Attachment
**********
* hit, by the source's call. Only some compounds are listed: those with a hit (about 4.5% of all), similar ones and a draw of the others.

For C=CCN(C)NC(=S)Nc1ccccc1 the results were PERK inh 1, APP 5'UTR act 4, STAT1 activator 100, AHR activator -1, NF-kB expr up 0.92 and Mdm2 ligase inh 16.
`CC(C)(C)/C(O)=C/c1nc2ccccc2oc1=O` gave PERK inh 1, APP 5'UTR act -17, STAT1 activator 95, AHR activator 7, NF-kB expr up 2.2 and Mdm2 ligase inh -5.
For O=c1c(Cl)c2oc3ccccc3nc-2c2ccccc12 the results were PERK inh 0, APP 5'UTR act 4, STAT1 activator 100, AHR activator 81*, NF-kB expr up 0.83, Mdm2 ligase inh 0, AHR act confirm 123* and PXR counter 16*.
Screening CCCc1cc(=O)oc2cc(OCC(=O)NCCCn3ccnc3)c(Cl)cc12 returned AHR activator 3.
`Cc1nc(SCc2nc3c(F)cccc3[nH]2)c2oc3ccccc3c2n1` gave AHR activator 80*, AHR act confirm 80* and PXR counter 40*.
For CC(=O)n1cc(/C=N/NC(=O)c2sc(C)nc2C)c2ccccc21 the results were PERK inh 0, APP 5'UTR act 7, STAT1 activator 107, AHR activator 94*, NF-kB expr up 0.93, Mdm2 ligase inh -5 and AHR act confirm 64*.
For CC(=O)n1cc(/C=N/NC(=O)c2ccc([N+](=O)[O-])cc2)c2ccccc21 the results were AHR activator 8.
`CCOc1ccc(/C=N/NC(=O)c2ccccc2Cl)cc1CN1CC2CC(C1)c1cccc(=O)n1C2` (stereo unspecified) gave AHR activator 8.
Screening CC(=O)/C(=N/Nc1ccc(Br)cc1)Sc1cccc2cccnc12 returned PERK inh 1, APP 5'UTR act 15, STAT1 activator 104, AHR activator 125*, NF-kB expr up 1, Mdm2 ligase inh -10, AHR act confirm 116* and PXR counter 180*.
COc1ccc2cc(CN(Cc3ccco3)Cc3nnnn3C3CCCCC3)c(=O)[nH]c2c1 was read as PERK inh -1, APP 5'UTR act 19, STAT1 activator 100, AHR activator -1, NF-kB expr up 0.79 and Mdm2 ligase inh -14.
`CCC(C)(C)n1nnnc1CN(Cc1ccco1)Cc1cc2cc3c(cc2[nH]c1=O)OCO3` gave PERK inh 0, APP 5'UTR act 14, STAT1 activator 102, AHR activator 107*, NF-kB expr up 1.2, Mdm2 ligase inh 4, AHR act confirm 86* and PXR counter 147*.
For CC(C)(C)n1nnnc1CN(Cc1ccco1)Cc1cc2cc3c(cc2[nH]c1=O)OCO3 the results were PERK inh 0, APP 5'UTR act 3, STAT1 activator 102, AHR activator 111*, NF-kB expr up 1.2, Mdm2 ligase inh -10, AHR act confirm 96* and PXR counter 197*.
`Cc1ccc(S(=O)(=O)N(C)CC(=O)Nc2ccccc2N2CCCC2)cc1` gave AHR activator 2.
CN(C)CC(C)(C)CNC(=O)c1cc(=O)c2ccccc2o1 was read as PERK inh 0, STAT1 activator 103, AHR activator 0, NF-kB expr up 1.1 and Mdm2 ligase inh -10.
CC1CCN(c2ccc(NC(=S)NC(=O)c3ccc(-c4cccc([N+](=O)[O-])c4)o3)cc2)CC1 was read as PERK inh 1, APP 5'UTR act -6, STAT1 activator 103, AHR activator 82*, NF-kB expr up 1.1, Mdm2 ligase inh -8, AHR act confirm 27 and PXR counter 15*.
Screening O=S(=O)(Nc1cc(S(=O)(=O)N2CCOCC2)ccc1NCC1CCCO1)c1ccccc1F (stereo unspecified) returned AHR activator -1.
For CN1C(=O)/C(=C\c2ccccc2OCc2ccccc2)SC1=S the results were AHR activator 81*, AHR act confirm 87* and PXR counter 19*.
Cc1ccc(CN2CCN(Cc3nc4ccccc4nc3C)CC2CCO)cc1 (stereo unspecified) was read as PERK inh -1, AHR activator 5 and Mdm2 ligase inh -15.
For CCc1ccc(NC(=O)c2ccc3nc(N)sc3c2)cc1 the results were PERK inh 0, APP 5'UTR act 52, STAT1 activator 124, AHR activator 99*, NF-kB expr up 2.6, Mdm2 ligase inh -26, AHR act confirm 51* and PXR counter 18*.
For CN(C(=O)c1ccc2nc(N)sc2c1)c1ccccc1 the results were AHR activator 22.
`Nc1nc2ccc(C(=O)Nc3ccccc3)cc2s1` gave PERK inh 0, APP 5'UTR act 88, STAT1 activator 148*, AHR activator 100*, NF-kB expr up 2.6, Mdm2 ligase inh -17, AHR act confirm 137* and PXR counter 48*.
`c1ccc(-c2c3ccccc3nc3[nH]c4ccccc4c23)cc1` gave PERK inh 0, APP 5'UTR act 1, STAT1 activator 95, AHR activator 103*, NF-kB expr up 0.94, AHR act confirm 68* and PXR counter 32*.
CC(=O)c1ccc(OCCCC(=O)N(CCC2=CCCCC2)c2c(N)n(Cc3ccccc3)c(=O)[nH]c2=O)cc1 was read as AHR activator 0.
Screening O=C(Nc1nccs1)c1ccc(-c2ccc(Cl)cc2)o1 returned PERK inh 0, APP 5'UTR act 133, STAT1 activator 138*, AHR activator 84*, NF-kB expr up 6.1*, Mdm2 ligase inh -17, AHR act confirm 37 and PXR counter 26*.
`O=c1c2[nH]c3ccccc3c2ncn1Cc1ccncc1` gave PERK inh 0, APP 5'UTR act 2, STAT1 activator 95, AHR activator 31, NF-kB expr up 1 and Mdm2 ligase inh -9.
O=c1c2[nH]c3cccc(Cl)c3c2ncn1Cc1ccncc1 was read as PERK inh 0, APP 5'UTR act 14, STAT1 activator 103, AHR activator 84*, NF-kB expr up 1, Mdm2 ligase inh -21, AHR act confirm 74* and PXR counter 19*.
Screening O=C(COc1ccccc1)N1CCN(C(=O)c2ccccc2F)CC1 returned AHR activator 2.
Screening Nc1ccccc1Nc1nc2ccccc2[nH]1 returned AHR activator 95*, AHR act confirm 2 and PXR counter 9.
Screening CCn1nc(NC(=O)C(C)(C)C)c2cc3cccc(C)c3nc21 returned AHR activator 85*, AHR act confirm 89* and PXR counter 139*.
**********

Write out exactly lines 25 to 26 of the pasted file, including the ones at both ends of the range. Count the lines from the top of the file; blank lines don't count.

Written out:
Screening O=C(Nc1nccs1)c1ccc(-c2ccc(Cl)cc2)o1 returned PERK inh 0, APP 5'UTR act 133, STAT1 activator 138*, AHR activator 84*, NF-kB expr up 6.1*, Mdm2 ligase inh -17, AHR act confirm 37 and PXR counter 26*.
`O=c1c2[nH]c3ccccc3c2ncn1Cc1ccncc1` gave PERK inh 0, APP 5'UTR act 2, STAT1 activator 95, AHR activator 31, NF-kB expr up 1 and Mdm2 ligase inh -9.